The Daily Blog Open Mic – 16th June 2023

Announce protest actions, general chit chat or give your opinion on issues we haven’t covered for the day.


Announce protest actions, general chit chat or give your opinion on issues we haven’t covered for the day.

The Editor doesn’t moderate this blog,  3 volunteers do, they are very lenient to provide you a free speech space but if it’s just deranged abuse or putting words in bloggers mouths to have a pointless argument, we don’t bother publishing.

EDITORS NOTE: – By the way, here’s a list of shit that will get your comment dumped. Sexist language, homophobic language, racist language, anti-muslim hate, transphobic language, Chemtrails, 9/11 truthers, Qanon lunacy, climate deniers, anti-fluoride fanatics, anti-vaxxer lunatics, 5G conspiracy theories, the virus is a bioweapon, some weird bullshit about the UN taking over the world  and ANYONE that links to fucking infowar.


  1. Progressive farmers in Australia – NZ?

    Frustratingly, I know that many more catchments could have been hydrated in readiness for the coming dry periods if on-ground landscape rehydration works hadn’t been held up by an overly complex and heavily regulated bureaucracy in all states and territories. But as with dehydrated, degraded land, we have a solution, and that solution is called a National Code of Practice for Landscape Rehydration and Regeneration.

    Led by Mulloon Law Committee member Dr Gerry Bates, a National Code has been effectively drafted as a solution which could be put into practice around Australia with government support. The next step is to have Federal Environment Minister Tanya Plibersek onboard and work with state and territory governments to implement it. That shouldn’t be too difficult, should it? We wait in anticipation.

    A report from an applied geologist.
    This could be a discipline where the geology is not just used to find useful stuff for mining or extracting.

    He says –
    However, quantifying risk from natural hazards is a fraught business – especially when it comes up against property rights.
    The storm that triggered a massive slip in Lower Hutt last winter and forced the evacuation of three cliff-top properties was a shock to residents – but not the council.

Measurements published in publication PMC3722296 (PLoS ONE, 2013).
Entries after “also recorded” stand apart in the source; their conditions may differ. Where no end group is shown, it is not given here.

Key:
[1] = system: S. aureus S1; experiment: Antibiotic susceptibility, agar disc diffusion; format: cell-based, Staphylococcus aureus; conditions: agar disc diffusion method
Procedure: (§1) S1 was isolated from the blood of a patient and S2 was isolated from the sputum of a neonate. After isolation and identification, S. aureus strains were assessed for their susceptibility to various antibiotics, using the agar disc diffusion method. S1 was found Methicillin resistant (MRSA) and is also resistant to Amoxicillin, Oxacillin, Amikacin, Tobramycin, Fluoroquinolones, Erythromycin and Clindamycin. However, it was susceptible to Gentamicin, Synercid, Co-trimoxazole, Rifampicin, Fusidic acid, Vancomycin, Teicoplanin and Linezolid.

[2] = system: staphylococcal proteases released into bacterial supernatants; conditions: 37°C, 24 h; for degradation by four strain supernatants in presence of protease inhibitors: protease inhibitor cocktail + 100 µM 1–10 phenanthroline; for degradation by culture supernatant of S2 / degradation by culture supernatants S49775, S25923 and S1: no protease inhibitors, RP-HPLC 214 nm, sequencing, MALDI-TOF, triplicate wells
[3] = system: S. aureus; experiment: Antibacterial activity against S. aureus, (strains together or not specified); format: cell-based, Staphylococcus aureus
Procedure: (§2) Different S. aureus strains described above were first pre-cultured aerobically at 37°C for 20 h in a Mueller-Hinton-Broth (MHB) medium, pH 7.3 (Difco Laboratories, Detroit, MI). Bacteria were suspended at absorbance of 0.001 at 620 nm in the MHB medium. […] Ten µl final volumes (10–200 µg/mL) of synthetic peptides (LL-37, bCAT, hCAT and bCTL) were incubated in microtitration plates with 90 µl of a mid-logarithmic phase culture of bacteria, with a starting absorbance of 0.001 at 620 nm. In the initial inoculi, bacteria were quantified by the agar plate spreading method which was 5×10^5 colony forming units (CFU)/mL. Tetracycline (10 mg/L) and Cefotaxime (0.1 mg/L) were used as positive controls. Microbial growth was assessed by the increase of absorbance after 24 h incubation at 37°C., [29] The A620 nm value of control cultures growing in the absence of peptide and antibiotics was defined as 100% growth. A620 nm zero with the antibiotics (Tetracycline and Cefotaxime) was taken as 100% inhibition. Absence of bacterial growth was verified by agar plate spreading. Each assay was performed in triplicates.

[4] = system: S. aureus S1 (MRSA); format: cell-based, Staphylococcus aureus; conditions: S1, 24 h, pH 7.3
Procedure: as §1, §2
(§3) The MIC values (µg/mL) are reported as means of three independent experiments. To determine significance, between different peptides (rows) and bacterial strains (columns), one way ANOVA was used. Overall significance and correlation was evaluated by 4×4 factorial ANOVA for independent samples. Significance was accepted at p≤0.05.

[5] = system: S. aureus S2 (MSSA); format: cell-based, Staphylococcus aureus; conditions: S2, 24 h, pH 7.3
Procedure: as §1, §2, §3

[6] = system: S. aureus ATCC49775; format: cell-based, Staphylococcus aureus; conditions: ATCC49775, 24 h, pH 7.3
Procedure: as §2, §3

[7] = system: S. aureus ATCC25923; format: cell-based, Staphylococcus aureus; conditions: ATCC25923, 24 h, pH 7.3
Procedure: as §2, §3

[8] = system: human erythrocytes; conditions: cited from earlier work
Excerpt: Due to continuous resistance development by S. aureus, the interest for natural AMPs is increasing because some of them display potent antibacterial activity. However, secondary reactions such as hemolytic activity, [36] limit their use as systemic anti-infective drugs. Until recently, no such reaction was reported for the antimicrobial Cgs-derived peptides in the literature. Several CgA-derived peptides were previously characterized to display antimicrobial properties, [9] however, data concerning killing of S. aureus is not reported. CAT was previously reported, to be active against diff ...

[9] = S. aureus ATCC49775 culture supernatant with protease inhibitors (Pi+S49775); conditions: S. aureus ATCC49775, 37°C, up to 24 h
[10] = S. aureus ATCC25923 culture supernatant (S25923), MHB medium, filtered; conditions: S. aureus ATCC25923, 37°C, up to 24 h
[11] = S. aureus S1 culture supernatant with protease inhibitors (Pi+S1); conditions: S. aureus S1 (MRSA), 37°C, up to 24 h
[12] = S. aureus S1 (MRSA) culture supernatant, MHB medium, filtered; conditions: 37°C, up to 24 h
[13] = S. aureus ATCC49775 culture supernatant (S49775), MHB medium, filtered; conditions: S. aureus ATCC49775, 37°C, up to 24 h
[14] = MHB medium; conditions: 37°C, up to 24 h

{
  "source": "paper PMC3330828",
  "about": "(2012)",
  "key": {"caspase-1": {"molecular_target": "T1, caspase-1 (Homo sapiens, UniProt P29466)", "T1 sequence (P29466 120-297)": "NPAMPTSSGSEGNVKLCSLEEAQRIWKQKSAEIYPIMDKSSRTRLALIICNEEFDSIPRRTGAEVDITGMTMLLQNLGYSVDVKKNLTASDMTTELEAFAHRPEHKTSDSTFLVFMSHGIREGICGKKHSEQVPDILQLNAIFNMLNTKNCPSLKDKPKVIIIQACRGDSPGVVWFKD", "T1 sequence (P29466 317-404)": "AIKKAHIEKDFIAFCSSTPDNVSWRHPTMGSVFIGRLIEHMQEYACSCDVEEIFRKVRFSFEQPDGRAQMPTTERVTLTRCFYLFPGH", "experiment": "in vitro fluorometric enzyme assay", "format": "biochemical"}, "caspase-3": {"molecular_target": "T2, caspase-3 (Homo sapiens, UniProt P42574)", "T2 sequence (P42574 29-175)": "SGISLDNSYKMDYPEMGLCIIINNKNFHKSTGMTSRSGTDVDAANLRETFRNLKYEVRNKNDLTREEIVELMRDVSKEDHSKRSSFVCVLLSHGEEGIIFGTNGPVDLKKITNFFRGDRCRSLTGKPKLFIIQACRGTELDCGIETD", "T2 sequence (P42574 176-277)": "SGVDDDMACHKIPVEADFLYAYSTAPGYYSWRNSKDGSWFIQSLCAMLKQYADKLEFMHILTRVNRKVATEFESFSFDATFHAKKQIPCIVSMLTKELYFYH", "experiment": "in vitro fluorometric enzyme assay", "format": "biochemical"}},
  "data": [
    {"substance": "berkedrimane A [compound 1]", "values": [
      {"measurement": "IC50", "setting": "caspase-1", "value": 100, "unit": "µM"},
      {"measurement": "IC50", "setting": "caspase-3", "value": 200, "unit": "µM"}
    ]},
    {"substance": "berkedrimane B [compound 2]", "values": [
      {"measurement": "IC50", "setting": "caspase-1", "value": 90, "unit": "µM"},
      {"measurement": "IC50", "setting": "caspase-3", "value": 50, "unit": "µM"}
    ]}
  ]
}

Only the year before, it paid $35,500 (plus GST) to engineering consultancy WSP for an analysis of unstable slopes across the city, including Eastern Hutt Road.

    That report – obtained under the Official Information Act – refers to previous studies dating back to 1977.

    Did Council know? Were the property owners informed? Did it get noted on the lim report? What suggestions did knowledgable, responsible Council planning and building departments offer? Was a break put on rates paid , in order to balance the loss of value that would occur when lim report was noted, and perhaps the properties placed in a special designation of indicating future concerns? Property owners would be then guided to not make expensive alterations or additions, not build swimming pools etc , find another home and rent out their cliffside homes for others short-term pleasure, so as to get some return on it to cover the replace ment home brought with foresight.

    What advice would come from the central Local Body establishment to Councils on how to manage such situations that are part of everyday life these days. Are they doing a good job for Councils and NZs as a whole or in a sort of bubble, interested but not engaged?

    The answers might be in these two links but I haven’t time to read them at present. But
    I think we interested people need to. Are there any fully functioning reliable public-serving entities still in NZ. I set hospitals and medical people as examples of high standards (provided they haven’t falsified their credentials and been inadequately researched by human resources).

    Local Government in NZ | Ko Tātou LGNZ
    Local Government New Zealand › local-government-in-nz
    Local government in New Zealand consists of 78 local, regional and unitary councils. The elected members of these councils are chosen every three years by …
    You’ve visited this page 2 times. Last visit: 27/04/22

    Sector groups | Ko Tātou LGNZ › membership-representation
    Each council is a member of one of four sector groups – metropolitan, regional, provincial, or rural. Each sector is represented on LGNZ’s National Council.

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